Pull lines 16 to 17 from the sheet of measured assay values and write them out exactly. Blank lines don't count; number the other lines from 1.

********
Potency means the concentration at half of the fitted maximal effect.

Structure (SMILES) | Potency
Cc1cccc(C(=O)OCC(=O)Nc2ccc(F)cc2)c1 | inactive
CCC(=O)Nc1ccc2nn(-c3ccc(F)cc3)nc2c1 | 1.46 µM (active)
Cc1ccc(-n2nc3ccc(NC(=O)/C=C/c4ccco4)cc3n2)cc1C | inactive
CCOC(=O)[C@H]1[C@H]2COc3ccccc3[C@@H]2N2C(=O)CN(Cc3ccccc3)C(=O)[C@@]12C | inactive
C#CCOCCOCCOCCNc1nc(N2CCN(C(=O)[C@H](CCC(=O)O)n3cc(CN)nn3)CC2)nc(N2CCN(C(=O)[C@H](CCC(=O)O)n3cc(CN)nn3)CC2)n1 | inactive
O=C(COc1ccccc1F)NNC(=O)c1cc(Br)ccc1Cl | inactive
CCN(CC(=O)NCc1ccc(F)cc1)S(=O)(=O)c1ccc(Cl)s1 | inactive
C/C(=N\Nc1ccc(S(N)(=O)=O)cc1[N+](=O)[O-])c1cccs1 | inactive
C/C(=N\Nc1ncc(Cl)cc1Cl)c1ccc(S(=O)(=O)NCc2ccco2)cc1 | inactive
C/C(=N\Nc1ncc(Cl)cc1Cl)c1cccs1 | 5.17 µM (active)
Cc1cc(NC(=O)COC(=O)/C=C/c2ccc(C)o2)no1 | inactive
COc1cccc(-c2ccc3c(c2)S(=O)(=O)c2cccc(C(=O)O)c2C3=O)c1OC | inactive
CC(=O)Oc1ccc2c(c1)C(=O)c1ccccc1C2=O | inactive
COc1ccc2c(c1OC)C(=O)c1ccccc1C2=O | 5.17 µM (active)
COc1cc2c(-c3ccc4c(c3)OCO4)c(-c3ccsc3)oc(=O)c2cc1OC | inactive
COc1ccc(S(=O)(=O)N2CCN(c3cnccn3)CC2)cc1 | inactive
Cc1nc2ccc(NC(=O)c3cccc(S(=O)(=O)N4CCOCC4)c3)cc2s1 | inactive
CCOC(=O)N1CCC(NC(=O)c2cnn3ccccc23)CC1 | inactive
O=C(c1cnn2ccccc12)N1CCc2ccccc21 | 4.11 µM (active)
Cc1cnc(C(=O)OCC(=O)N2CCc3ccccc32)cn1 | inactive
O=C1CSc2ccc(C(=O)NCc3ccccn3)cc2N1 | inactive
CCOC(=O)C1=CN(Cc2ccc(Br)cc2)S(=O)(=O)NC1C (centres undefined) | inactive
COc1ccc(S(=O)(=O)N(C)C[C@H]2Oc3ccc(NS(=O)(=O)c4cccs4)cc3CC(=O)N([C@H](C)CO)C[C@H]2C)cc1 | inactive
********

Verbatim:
COc1ccc2c(c1OC)C(=O)c1ccccc1C2=O | 5.17 µM (active)
COc1cc2c(-c3ccc4c(c3)OCO4)c(-c3ccsc3)oc(=O)c2cc1OC | inactive